Former Canadian Governor General David Johnston Image by: Andrea Cardin/NHLI via Getty Images
Former Canadian Governor General David Johnston has a long history with the game, and ahead of the University Cup this weekend, he spoke about his history with hockey and the concussion issue the sport is facing.
Former Canadian Governor General David Johnston never played for the University Cup, but at the age of 76, he’s not ruling out the possibility of re-enrolling in a couple of courses and suiting up. “Am I disqualified? Do I have a conflict of interest?” Johnston said. “I’m ready. And with a new pair of legs I’ll be really ready.”
If the No. 1-seeded University of New Brunswick Varsity Reds manage to win their third straight Canadian university hockey title this weekend, they’ll be the first team to win the newly minted David Johnston University Cup. Naming prominent hockey trophies after former Governors General is nothing new. In fact, the Stanley Cup was donated by Lord Stanley of Preston, Canada’s sixth Governor General. Lord Byng was a huge fan of the Ottawa Senators during his tenure as Governor General from 1921-26 and his wife donated the trophy to the NHL that recognized the league’s most gentlemanly player. And the Canadian Women’s Hockey League’s championship trophy is named the Clarkson Cup, named after former Governor General Adrienne Clarkson.
But unlike the others whose names are on trophies, Johnston has a long history of playing the game. As a teenager, he counted Phil and Tony Esposito and Lou Nanne as his teammates. He captained Harvard University and had an opportunity to try out with the Boston Bruins after graduating, but chose instead to pursue his law degree at the University of Cambridge. He has been affiliated in one way or another with five Canadian universities during his career, so his passion for the game at this level runs very deep.
“It’s very exciting, but it’s especially exciting for me to connect it to the office of the Governor General,” Johnston said. “We’ve had quite a connection with sport…so it’s wonderful to see that connection continue.”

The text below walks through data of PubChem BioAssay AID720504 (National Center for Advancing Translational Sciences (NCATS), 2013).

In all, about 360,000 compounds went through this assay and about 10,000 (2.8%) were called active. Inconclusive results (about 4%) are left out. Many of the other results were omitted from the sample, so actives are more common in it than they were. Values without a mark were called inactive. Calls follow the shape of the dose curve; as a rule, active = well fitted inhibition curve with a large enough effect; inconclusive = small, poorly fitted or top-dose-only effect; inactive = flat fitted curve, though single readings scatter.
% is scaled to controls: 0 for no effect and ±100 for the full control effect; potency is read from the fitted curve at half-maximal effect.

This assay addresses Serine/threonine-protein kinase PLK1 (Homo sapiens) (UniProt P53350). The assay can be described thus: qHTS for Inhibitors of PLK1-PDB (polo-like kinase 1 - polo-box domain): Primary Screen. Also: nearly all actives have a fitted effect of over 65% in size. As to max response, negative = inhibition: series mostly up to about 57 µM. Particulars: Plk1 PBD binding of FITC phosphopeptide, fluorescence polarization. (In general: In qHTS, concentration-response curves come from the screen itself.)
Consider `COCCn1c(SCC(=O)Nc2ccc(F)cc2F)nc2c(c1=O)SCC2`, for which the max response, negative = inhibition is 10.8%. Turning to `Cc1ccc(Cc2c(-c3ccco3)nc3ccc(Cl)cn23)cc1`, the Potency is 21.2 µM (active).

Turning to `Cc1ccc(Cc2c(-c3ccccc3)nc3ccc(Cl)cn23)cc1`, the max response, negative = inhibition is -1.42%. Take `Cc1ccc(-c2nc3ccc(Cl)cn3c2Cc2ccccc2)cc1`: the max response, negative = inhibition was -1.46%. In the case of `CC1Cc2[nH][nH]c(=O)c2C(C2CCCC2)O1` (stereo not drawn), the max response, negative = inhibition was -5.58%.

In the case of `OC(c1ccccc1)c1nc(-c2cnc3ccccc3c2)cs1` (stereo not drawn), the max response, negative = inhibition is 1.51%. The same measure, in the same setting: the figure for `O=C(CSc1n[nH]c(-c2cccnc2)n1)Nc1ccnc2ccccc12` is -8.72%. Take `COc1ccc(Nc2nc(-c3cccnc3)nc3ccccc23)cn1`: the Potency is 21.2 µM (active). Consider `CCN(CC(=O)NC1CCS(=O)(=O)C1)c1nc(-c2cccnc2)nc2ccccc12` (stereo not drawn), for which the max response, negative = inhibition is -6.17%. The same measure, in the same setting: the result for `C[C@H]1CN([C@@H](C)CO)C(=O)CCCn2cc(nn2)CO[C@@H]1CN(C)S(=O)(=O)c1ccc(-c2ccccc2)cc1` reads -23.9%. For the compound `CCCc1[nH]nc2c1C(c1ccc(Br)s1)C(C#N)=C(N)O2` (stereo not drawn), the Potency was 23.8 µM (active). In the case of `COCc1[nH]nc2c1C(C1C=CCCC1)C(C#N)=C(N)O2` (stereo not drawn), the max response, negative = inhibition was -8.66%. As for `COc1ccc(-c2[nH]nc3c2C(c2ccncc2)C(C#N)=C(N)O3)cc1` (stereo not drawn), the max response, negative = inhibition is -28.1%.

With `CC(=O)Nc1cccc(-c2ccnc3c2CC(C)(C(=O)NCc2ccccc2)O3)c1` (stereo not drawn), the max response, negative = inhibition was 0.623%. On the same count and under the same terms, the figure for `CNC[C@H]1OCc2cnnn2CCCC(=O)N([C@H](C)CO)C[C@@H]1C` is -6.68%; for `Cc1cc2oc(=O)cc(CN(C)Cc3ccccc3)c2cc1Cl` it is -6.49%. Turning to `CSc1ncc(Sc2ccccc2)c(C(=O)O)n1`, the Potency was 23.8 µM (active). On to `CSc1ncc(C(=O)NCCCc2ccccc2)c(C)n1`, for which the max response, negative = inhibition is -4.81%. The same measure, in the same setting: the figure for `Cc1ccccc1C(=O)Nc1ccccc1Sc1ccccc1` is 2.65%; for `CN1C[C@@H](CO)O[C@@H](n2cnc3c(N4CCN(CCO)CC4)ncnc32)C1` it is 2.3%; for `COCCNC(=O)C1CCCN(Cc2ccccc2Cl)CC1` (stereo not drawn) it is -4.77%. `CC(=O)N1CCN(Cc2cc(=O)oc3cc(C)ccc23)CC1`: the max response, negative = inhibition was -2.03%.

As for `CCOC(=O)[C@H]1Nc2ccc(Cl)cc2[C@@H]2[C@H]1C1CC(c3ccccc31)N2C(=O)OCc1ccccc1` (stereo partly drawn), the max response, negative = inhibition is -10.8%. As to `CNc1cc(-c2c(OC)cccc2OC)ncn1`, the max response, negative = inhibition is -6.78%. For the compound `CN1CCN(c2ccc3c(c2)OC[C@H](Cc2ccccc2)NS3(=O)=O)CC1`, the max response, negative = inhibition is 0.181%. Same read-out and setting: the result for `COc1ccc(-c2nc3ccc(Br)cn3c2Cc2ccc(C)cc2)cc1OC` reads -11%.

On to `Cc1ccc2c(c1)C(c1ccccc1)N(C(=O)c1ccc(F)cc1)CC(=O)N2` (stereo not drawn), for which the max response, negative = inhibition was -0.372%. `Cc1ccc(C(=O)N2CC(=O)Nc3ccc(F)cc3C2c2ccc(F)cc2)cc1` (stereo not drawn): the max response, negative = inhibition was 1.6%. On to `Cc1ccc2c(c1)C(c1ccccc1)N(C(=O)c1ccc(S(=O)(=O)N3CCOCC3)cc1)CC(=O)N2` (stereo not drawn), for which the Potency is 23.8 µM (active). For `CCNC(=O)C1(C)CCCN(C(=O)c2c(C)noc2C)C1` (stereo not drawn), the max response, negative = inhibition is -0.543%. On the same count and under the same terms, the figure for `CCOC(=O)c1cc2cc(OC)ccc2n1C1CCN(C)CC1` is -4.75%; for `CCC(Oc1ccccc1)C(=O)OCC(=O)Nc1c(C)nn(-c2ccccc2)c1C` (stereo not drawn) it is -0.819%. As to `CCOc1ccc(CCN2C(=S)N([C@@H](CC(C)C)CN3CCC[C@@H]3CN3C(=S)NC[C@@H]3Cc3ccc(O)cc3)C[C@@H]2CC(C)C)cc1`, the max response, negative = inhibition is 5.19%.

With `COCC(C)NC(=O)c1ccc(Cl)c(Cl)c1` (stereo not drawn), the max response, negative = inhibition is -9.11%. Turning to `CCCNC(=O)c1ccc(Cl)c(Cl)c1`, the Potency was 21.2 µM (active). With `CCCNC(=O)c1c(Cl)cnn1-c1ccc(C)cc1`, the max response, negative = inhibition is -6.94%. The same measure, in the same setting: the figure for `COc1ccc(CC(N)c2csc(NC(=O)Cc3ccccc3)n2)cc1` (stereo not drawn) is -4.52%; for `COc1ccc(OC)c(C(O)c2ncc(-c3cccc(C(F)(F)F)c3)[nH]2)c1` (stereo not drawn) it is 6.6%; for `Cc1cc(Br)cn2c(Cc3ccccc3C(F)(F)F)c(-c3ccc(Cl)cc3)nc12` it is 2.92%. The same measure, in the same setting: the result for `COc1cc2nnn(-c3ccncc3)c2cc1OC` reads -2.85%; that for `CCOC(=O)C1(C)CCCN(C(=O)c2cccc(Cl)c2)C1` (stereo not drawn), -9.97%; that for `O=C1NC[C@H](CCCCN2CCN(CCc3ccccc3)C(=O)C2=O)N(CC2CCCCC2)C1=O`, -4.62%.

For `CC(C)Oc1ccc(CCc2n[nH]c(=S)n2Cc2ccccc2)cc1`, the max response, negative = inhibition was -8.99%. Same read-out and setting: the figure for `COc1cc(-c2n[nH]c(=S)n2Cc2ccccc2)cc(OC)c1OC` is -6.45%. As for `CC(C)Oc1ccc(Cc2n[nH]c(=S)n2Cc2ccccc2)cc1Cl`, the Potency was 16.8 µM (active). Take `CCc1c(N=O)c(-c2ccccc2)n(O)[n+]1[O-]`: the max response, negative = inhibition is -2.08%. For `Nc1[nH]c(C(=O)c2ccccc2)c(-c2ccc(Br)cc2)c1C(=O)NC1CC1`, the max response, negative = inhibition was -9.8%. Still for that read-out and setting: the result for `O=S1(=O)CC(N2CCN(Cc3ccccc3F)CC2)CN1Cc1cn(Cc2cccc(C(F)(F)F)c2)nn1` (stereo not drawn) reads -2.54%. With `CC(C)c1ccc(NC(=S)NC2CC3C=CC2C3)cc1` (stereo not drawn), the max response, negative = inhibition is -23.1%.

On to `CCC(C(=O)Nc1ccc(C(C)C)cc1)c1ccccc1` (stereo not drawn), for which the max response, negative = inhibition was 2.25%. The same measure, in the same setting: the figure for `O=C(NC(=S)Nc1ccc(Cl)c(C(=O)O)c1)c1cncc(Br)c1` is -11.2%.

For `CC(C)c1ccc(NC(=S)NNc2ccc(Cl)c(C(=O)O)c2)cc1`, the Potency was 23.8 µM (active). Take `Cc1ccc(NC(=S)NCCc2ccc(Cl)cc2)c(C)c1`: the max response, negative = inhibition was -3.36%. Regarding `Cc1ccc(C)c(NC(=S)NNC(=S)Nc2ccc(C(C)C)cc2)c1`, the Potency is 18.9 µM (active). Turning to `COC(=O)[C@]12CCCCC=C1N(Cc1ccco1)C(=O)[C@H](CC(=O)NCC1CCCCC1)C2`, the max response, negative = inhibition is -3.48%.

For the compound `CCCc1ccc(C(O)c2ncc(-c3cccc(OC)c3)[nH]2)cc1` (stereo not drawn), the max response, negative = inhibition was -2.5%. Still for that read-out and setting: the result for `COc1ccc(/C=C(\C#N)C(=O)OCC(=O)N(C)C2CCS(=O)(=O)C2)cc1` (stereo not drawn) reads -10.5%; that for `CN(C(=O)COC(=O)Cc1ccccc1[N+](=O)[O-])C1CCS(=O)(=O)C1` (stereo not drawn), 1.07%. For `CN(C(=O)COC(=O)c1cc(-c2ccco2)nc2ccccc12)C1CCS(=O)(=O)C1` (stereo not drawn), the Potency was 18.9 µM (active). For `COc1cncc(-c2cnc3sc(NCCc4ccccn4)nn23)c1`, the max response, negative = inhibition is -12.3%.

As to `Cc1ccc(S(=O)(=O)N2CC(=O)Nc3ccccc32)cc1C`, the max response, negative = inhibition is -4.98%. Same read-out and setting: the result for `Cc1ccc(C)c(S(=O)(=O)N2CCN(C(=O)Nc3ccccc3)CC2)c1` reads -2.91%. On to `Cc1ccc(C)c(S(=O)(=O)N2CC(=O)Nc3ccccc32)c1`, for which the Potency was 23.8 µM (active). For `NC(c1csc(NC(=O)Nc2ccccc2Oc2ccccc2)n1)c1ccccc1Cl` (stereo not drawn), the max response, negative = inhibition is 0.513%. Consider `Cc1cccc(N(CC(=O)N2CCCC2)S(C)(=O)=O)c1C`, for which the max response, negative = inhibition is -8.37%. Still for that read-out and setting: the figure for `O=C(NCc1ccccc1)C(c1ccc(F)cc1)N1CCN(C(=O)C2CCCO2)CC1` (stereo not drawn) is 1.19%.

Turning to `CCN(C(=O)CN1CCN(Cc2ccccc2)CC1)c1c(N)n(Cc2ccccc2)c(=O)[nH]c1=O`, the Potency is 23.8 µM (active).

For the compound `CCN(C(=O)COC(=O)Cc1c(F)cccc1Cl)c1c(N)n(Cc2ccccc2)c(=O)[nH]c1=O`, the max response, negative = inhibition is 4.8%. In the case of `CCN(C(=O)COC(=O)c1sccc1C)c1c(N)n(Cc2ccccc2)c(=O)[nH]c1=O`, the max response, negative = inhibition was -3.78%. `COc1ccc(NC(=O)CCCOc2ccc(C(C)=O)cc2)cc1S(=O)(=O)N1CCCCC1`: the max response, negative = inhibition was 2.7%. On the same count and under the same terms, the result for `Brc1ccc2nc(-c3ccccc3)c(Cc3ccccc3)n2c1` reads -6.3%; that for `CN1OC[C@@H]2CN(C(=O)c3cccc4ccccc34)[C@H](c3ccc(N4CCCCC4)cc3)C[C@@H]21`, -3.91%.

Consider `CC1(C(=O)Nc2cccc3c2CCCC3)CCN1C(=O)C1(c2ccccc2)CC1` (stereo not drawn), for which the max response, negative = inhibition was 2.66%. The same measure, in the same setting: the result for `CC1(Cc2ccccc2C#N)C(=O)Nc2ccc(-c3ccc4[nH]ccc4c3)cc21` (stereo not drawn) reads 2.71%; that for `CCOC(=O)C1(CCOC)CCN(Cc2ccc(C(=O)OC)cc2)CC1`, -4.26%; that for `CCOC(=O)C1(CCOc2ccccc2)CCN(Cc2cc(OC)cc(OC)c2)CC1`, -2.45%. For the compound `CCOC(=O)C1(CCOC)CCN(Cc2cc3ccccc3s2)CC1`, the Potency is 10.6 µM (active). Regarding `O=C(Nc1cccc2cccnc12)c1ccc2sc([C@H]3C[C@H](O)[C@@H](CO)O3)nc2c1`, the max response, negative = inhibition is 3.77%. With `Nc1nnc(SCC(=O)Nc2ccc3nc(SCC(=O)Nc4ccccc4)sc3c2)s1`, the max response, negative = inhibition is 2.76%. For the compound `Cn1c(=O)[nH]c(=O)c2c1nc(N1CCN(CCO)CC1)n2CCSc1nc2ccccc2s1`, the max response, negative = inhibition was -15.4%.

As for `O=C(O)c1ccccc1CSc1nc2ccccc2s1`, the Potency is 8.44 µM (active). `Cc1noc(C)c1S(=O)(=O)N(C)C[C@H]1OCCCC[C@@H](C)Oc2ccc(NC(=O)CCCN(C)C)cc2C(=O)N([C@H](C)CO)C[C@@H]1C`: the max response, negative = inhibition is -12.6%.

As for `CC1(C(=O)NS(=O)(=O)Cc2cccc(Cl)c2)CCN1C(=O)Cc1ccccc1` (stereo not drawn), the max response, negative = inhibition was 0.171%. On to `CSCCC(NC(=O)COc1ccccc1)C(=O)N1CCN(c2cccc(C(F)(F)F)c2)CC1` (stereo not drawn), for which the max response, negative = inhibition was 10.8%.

Johnston is also passionate about another issue facing the game and that is concussion prevention. He has been an outspoken critic of the NHL for its stance on head injuries and is steadfast in his feeling that the game has to do more to prevent them. Johnston himself had three concussions in the space of five months as a teenager – two from football and one from hockey – and was told by his family doctor he wouldn’t be able to play hockey anymore without wearing a helmet – something that was seen as a sign of weakness in the 1950s. He still plays the game, skates regularly on the Rideau Canal and at the refurbished rink at Rideau Hall and has grandchildren playing the game. And he doesn’t like what he sees.
“I’m actually quite surprised (the NHL) has been slow to face up to it,” Johnston said. “The other major sports in North America have. I want my 14 grandchildren to play hockey the way my five daughters did. One doesn’t take contact out of hockey, but we can take steps to make it a safer game and eliminating fighting is one of those ways. Headshots of any kind can be severely penalized. You don’t have to finish a check by running a person into the boards when they don’t have the puck. Those are sensible rules.”
As for the tournament itself, it gets underway Thursday night with the Brock Badgers playing the St. Francis Xavier X-Men and New Brunswick taking on the Concordia Stingers. The Alberta Golden Bears play the Acadia Axemen and the McGill Redmen (Mike Babcock’s alma mater) play the Saskatchewan Huskies Friday. The semifinals go Saturday and the bronze medal game and championship game are slated for Sunday.
New Brunswick is trying to become just the third school in history to win three straight national championships and the first to do it since Alberta from 1978 through 1980. And their chances look pretty good. They’ll be playing on home ice and they come into the tournament as the top-seeded team on the strength of a 24-2-4 record and an Atlantic University Sport championship. This season was supposed to be a rebuilding one for the Reds, who lost nine players to graduation, but collected a point in each of their first 18 games. Three players finished in the league’s top-10 scoring, including former Saginaw Spirit center Kris Bennett, who was named rookie of the year.
New Brunswick and Alberta have won 11 of the past 13 national championships and enter the tournament as the top two seeds.